Another area in which they may benefit is that of Social Security.  When the first spouse dies, the surviving spouse most likely will be able to collect the deceased spouse’s Social Security if the amount is higher than theirs.

As mentioned in an earlier blog, estate tax is a third area in which these couples should see a major benefit.  In the past, when one person died, the other partner had to pay taxes on any inherited assets.  Now, as a legally married couple, when one spouse dies, all their assets could go to the surviving spouse without any tax penalty being imposed .

Finally, legally married gay couples should review any tax returns they filed since their weddings.  They may be eligible to amend their returns to file jointly and take other deductions that were not previously available to them.

There are more than 1,000 federal statutes related to benefits that, until now, were only available to married couples consisting of a man and a woman.  They will now be available to same sex married couples as well.

For more information about estate planning and other issues related to getting your affairs in order, go to http://www.diesmart.com.

 

Defeat of DOMA has major estate tax implications

The Supreme Court today made a decision to strike down DOMA (Defense of Marriage Act); this will dramatically expand the access of married gay couples to many federal benefits related to tax, health and pension that have been denied to them until now.  This decision affects same sex couples in the 12 states and the District of Columbia which allow gay marriage; these couples represent about 18% of the U.S. population.  With the addition of California, the percentage will shoot up to 30%.be even higher.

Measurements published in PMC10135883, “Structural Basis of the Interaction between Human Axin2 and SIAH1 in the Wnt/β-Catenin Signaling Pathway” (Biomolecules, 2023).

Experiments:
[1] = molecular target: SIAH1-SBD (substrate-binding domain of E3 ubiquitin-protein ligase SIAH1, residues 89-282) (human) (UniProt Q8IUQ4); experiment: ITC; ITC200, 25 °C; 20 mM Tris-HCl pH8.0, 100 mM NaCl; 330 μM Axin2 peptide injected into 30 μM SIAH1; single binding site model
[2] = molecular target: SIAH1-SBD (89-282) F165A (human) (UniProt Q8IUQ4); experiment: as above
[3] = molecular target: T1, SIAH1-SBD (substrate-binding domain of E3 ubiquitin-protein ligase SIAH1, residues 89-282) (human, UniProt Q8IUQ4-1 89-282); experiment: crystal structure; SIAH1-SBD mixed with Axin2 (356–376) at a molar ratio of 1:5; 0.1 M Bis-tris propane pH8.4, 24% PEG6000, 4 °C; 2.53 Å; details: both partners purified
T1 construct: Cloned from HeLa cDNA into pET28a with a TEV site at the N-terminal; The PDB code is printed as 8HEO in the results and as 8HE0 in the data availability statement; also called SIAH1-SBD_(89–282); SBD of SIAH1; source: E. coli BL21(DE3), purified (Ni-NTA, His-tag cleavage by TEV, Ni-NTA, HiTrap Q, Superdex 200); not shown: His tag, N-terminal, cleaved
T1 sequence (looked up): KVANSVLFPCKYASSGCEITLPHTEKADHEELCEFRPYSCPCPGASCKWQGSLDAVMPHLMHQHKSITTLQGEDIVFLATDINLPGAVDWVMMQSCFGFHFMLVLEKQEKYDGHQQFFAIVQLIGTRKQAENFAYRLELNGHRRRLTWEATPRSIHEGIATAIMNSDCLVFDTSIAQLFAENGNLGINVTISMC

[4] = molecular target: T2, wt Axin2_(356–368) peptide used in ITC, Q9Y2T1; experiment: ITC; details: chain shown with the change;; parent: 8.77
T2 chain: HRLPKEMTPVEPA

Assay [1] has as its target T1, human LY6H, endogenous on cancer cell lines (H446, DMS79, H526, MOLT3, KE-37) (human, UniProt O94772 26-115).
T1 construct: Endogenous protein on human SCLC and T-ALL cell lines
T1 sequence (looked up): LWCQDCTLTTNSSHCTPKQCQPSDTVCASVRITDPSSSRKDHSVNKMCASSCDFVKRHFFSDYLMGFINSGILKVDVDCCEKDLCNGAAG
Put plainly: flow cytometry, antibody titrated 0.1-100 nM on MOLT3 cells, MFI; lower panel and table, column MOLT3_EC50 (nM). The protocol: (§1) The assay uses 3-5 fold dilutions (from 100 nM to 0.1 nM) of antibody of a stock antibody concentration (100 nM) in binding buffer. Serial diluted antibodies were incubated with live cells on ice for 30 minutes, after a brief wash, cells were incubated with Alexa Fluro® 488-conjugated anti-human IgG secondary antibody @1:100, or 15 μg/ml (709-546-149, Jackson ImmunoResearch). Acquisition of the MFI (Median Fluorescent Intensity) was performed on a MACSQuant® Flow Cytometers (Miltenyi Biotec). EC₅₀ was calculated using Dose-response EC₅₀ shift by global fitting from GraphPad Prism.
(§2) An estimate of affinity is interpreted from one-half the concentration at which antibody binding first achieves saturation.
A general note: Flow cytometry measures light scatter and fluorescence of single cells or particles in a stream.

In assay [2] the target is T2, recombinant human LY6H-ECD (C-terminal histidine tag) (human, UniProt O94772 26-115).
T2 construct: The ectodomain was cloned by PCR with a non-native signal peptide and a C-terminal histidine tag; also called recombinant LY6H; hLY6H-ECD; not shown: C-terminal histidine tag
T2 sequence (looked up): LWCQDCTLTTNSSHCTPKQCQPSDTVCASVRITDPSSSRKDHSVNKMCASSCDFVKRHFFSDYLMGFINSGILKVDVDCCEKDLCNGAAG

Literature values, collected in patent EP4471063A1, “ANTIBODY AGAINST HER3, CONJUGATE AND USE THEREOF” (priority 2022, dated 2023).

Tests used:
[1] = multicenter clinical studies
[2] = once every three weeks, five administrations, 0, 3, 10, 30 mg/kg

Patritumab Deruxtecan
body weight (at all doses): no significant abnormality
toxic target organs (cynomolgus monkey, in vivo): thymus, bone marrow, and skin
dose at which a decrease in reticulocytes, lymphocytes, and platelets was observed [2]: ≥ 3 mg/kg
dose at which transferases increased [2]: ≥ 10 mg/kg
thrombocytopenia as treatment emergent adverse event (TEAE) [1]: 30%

DOMA was signed into law by President Bill Clinton in 1996, and prevented the government from granting marriage benefits in more than 1,000 federal statutes to same-sex married couples in the states that allowed gay marriage.

One very important benefit of today’s Supreme Court decision is related to estate taxes.  Until now, same sex married couples could not benefit from married couple estate tax laws.  Now they will have the same benefits as all other married couples.

According to Yahoo News,  ” Eighty-three-year-old New Yorker Edith Windsor brought the DOMA suit after she was made to pay more than $363,000 in estate taxes when her same-sex spouse died. If the federal government had recognized her marriage of more than four decades, Windsor would not have owed the sum. ”

With the Supreme Court’s decision to strike down DOMA with a 5-4 vote, Windsor will finally be eligible for a tax refund, plus interest.

For more information about estate taxes and settling an estate, go to www.diesmart.com.